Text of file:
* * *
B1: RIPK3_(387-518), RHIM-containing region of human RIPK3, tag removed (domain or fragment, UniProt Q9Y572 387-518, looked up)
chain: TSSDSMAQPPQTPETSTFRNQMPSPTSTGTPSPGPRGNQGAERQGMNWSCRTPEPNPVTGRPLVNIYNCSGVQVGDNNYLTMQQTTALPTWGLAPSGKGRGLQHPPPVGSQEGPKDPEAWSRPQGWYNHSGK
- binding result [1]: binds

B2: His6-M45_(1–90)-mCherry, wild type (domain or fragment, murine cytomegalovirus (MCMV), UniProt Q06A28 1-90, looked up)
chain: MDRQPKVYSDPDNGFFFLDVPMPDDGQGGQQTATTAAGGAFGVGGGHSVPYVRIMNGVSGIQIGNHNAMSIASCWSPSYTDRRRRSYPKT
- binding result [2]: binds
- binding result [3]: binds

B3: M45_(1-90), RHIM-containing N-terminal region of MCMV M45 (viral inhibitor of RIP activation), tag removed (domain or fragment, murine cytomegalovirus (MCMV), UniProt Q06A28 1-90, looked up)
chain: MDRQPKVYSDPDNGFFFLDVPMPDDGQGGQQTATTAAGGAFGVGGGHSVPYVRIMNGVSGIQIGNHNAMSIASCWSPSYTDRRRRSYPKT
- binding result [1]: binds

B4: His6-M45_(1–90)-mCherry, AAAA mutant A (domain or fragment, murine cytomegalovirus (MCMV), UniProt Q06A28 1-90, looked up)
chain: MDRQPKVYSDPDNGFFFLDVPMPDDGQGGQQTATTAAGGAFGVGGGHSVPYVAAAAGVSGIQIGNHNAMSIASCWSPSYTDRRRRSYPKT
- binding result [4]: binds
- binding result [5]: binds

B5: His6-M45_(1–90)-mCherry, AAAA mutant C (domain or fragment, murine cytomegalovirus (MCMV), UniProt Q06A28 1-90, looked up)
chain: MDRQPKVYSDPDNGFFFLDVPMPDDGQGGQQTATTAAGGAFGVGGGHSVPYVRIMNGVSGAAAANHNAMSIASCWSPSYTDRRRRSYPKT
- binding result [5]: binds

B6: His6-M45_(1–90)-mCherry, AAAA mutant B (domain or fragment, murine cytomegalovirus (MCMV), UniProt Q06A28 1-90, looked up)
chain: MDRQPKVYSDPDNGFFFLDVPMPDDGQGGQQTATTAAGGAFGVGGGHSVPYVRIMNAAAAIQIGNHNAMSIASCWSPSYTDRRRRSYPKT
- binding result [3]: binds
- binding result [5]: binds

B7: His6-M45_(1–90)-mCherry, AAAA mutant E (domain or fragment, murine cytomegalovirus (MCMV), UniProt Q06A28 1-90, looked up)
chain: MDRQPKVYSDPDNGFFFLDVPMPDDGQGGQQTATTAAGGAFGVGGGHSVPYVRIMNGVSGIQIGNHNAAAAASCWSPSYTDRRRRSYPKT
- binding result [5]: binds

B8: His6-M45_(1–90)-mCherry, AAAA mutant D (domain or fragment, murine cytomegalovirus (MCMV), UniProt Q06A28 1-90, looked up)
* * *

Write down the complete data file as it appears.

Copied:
B1: RIPK3_(387-518), RHIM-containing region of human RIPK3, tag removed (domain or fragment, UniProt Q9Y572 387-518, looked up)
chain: TSSDSMAQPPQTPETSTFRNQMPSPTSTGTPSPGPRGNQGAERQGMNWSCRTPEPNPVTGRPLVNIYNCSGVQVGDNNYLTMQQTTALPTWGLAPSGKGRGLQHPPPVGSQEGPKDPEAWSRPQGWYNHSGK
- binding result [1]: binds

B2: His6-M45_(1–90)-mCherry, wild type (domain or fragment, murine cytomegalovirus (MCMV), UniProt Q06A28 1-90, looked up)
chain: MDRQPKVYSDPDNGFFFLDVPMPDDGQGGQQTATTAAGGAFGVGGGHSVPYVRIMNGVSGIQIGNHNAMSIASCWSPSYTDRRRRSYPKT
- binding result [2]: binds
- binding result [3]: binds

B3: M45_(1-90), RHIM-containing N-terminal region of MCMV M45 (viral inhibitor of RIP activation), tag removed (domain or fragment, murine cytomegalovirus (MCMV), UniProt Q06A28 1-90, looked up)
chain: MDRQPKVYSDPDNGFFFLDVPMPDDGQGGQQTATTAAGGAFGVGGGHSVPYVRIMNGVSGIQIGNHNAMSIASCWSPSYTDRRRRSYPKT
- binding result [1]: binds

B4: His6-M45_(1–90)-mCherry, AAAA mutant A (domain or fragment, murine cytomegalovirus (MCMV), UniProt Q06A28 1-90, looked up)
chain: MDRQPKVYSDPDNGFFFLDVPMPDDGQGGQQTATTAAGGAFGVGGGHSVPYVAAAAGVSGIQIGNHNAMSIASCWSPSYTDRRRRSYPKT
- binding result [4]: binds
- binding result [5]: binds

B5: His6-M45_(1–90)-mCherry, AAAA mutant C (domain or fragment, murine cytomegalovirus (MCMV), UniProt Q06A28 1-90, looked up)
chain: MDRQPKVYSDPDNGFFFLDVPMPDDGQGGQQTATTAAGGAFGVGGGHSVPYVRIMNGVSGAAAANHNAMSIASCWSPSYTDRRRRSYPKT
- binding result [5]: binds

B6: His6-M45_(1–90)-mCherry, AAAA mutant B (domain or fragment, murine cytomegalovirus (MCMV), UniProt Q06A28 1-90, looked up)
chain: MDRQPKVYSDPDNGFFFLDVPMPDDGQGGQQTATTAAGGAFGVGGGHSVPYVRIMNAAAAIQIGNHNAMSIASCWSPSYTDRRRRSYPKT
- binding result [3]: binds
- binding result [5]: binds

B7: His6-M45_(1–90)-mCherry, AAAA mutant E (domain or fragment, murine cytomegalovirus (MCMV), UniProt Q06A28 1-90, looked up)
chain: MDRQPKVYSDPDNGFFFLDVPMPDDGQGGQQTATTAAGGAFGVGGGHSVPYVRIMNGVSGIQIGNHNAAAAASCWSPSYTDRRRRSYPKT
- binding result [5]: binds

B8: His6-M45_(1–90)-mCherry, AAAA mutant D (domain or fragment, murine cytomegalovirus (MCMV), UniProt Q06A28 1-90, looked up)